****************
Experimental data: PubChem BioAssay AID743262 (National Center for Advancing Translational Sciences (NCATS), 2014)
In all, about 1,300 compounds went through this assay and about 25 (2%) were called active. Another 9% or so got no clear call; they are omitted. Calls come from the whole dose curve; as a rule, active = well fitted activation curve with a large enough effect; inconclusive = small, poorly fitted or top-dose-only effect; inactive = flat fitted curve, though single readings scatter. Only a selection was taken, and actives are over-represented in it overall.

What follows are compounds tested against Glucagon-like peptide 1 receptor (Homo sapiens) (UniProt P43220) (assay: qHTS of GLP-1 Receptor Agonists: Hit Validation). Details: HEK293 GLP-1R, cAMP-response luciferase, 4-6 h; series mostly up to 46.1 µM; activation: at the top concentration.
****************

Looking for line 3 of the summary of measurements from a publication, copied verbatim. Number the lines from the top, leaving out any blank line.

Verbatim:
What follows are compounds tested against Glucagon-like peptide 1 receptor (Homo sapiens) (UniProt P43220) (assay: qHTS of GLP-1 Receptor Agonists: Hit Validation). Details: HEK293 GLP-1R, cAMP-response luciferase, 4-6 h; series mostly up to 46.1 µM; activation: at the top concentration.